Last month, we were honored to participate in the South Big Data Hub’s Education & Workforce Working Group meeting.
The Education & Workforce Working Group is a monthly meeting for data science educators and program leaders to share insights and learn about potential resources for the implementation of their work. Participants include South Hub members across industry, academia, and government who are actively engaged in implementing programs that leverage open data in support of education and training in data science. This work aims to broaden and deepen the data science talent and workforce by building a bridge between academia and government needs.
At the convening, we presented a case study on improving graduation rates through predictive modeling. Nearly half of all U.S. college students are at risk of leaving without earning a degree. John Jay College of Criminal Justice (JJC), in New York City, inquired how existing student data and machine learning techniques could be combined to address challenges surrounding graduation. We analyzed more than 10 years of historical student data and built a predictive model that was used to design pre-emptive interventions that improved graduation rates.
For more information about our project and partnership, check out these student stories.
The project led John Jay to create CUSP (Completion for Upper-Division Student Program) with tremendous success. Before CUSP, 2018 projections calculated that only 54% of seniors having completed 75% of their academic credits would graduate within two years. Since launching the CUSPpilot from 2017-2020, however, 73% of students earned their degrees in one year and 87% of students completed it by the end of the second year, equating to an additional 600 students with a bachelor’s degree.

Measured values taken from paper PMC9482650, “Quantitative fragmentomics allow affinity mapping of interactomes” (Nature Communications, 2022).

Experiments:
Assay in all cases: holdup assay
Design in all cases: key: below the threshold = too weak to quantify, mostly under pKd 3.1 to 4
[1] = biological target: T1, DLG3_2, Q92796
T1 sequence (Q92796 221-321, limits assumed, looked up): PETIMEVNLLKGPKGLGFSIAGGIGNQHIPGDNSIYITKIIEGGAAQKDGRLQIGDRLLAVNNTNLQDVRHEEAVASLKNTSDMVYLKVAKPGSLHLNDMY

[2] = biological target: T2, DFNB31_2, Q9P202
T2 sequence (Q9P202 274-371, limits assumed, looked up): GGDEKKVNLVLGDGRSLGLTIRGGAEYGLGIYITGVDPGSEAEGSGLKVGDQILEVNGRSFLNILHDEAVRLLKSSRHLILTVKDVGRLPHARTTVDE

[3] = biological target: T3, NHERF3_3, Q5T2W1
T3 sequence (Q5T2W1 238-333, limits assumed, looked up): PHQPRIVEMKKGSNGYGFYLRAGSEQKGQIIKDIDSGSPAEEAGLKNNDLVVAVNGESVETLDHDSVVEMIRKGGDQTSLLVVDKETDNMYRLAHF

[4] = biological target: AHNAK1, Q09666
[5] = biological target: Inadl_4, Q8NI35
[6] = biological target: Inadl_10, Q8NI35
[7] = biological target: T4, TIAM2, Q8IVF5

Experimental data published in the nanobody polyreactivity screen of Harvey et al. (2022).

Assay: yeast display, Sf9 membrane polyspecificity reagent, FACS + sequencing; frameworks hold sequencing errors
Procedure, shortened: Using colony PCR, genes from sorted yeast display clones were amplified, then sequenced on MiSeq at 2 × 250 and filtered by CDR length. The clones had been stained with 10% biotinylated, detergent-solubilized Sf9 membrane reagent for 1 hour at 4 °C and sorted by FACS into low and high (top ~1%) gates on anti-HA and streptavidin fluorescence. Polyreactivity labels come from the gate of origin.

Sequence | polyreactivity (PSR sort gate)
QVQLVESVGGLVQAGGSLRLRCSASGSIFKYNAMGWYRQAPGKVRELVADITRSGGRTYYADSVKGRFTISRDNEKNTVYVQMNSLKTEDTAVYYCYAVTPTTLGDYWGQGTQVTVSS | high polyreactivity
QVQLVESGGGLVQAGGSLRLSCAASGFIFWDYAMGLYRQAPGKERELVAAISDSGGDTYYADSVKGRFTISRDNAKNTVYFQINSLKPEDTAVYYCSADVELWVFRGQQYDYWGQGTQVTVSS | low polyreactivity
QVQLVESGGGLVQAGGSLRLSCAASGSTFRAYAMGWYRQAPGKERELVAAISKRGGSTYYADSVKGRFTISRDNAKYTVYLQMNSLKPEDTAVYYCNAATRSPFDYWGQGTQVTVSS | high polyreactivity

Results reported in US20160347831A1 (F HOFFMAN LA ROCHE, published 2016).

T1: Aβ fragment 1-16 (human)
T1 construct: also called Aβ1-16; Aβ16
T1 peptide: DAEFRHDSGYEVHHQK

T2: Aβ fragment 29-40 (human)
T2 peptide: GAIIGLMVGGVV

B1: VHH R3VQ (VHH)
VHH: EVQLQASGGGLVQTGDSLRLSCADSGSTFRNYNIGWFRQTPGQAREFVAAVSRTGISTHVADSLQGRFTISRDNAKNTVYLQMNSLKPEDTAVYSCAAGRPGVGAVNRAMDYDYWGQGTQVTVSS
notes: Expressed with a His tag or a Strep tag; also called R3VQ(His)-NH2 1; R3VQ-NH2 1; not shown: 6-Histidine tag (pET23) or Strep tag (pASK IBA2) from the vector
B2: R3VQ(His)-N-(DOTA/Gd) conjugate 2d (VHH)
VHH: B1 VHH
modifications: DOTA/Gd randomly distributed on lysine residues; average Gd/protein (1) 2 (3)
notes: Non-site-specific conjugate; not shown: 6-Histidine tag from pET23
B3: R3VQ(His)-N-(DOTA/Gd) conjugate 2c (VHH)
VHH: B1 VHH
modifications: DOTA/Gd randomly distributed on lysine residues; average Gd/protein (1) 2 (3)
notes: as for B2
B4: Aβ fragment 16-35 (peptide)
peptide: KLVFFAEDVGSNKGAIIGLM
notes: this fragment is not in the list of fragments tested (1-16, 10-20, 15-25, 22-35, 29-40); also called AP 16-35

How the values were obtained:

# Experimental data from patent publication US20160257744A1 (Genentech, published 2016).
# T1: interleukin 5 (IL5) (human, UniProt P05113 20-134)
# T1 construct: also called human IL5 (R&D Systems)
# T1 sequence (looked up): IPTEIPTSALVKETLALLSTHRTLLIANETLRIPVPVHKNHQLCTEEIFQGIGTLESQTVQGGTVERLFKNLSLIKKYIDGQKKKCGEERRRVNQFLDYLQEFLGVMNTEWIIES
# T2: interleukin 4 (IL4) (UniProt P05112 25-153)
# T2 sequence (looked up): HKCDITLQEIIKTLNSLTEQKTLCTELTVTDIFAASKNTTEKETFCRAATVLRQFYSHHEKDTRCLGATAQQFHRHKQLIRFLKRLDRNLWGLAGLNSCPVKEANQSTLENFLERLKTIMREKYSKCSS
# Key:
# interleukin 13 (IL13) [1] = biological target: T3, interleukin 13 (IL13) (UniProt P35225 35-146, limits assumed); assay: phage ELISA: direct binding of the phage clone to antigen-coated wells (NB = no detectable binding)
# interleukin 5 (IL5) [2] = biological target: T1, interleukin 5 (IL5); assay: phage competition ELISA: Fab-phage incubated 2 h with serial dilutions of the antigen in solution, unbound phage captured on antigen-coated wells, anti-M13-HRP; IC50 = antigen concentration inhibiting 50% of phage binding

As DataKind aims to learn about how data science can help improve post-secondary education outcomes, part of our Economic Resilience portfolio, this partnership is key to understanding potential opportunities and impact of our work. That’s why we were excited to share our learnings with South Big Data Hub, a community convener that focuses on data innovation.
So what’s next with our partnership with JJC? We’re delighted to continue collaborating with the team and leverage the insights and impact of the CUSP tool to develop a new tool that supports transfer students.
Across the US, four-year graduation rates for transfer students who move from community college to a senior (four-year) institution are poor. To address the factors that contribute to this, we’ll team up with JJC once again and collaborate on a complementary solution to the CUSP graduation tool.
Transfer students may have difficulty graduating due to a host of factors, and this tool will be designed so that academic and financial counselors can identify transfer students who have defined risk characteristics and provide direct support that helps ensure their academic success.
Thanks to South Big Data Hub and Renata Rawlings-Goss, Education & Workforce Working Group Chair, for having us! We’re thrilled to continue this impactful work with JJC, and we hope to continue to exchange learnings on using data to support higher education.
To watch the full presentation at the South Big Data Hub’s Education & Workforce Working Group meeting, check out the video below.
Images above courtesy of Arpi Pap / John Jay College.
As always, thank you for your support of this critical work!